I also remember Stuart (a very young kid of maybe 12 at the time) and Brian (a college professor from North Carolina) from way back who are no longer around. One other I miss (not an original but a long timer) is PMTed, he started the NWO game working from my original WW4 map and a bit of input. I took it over from him, made several changes working closely together and then, baaam, he dropped out of sight. That was years and years ago.

Sir Daffyd of Carmarthen wrote:Member #32 Checking in.

Still alive and kicking. What's that quote, "rumours of my death have been greatly exaggerated" or something like that.

I am not currently playing in any games but I might jump back in soon. Redscape is a good environment. Lot's of entertainment and there is also a good variety in games. I have had my issues posted with some variants types but the bottom line is if you don't like a particular Diplomacy game structure then don't play and just wait for the type that appeals to you. That is one of the good things about this site. And people are people, (some incredible, some to avoid, and most are decent) same as everywhere else. I do appreciate the quality of this site however.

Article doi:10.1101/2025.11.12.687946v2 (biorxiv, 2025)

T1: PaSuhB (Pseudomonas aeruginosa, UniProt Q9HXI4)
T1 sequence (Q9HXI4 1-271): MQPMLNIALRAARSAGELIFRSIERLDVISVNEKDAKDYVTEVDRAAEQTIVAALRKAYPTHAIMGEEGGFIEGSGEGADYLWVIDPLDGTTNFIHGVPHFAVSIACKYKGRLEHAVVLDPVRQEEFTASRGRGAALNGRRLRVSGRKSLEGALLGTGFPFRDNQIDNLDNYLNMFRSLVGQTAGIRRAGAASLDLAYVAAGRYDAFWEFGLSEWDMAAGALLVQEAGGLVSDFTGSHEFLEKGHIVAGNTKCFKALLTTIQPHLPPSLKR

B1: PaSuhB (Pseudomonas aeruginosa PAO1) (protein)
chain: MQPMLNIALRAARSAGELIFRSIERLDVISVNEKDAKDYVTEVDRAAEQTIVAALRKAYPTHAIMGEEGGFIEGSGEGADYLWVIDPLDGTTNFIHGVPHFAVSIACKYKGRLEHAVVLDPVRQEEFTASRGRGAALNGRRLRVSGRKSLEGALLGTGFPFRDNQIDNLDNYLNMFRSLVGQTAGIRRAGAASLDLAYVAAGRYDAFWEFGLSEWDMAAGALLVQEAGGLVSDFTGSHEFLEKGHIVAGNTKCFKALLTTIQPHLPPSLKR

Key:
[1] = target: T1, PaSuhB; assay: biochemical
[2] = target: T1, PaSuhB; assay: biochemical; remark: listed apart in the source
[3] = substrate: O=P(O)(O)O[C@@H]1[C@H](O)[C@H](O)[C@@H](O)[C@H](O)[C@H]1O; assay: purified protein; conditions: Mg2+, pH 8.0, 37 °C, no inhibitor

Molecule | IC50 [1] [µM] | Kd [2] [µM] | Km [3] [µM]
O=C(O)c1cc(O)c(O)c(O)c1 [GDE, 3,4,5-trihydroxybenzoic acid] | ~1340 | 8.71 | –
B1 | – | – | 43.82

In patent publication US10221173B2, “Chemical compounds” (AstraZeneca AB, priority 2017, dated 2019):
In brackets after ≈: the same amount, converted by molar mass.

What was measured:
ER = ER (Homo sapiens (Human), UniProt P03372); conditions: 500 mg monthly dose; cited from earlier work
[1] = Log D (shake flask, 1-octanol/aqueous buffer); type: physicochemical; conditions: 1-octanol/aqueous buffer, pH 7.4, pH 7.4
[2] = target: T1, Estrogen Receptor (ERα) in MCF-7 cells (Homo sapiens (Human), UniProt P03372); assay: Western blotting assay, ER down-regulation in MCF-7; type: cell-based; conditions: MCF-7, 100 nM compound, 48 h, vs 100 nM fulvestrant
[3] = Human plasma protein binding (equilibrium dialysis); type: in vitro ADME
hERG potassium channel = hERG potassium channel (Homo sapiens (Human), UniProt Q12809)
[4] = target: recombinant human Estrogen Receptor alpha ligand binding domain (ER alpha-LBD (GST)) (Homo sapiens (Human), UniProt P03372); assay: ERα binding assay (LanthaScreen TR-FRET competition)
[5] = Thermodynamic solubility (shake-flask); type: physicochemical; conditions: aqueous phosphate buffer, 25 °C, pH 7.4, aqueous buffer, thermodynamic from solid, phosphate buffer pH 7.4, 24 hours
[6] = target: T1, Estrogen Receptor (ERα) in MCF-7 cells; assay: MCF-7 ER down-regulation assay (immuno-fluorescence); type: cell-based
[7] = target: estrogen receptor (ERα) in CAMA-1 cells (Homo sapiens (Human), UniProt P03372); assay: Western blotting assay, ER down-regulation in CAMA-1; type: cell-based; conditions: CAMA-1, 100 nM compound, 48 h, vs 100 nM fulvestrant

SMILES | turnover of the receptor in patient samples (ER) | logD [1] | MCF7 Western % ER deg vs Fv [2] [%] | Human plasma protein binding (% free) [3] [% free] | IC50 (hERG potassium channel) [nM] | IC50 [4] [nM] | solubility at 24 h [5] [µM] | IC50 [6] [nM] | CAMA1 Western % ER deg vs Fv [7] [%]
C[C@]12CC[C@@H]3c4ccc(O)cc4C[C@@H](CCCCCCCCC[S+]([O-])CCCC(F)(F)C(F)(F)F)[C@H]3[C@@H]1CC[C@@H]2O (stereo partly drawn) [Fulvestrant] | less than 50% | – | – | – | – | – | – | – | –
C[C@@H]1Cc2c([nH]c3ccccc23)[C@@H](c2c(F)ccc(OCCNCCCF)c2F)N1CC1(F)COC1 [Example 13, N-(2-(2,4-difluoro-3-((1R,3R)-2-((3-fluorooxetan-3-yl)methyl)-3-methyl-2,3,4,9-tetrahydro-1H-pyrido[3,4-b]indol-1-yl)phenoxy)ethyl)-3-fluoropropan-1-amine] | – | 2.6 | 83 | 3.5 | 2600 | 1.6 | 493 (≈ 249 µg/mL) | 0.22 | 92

As for slappy's query:

My candidate for greatest redscape citizen would be Keith Bailey. Perhaps not as active of some of the others but a quality guy and long standing veteran.

Infamous characters: whoever stabbed you last. I might be fairly infamous on a few peoples lists I suppose, but I think most people who have been around a while on the site have their friends and foes.

Memorable moments: I'll have to take the 5th on my own memorable moments on Redscape as you never know when you may want to reuse some of those strategies. I can say that when you plan comes together in diplomacy is really gives you some satisfaction (at least for me anyway). Some is by chance, but an awful lot is through effort. You reap what you sow type of thing. Some see LUCK, some see Labour Under Correct Unknowledge. That is, those that work strategically often are rewarded with good luck. I think that theory can apply to a lot of things, with the understanding that often does not mean always.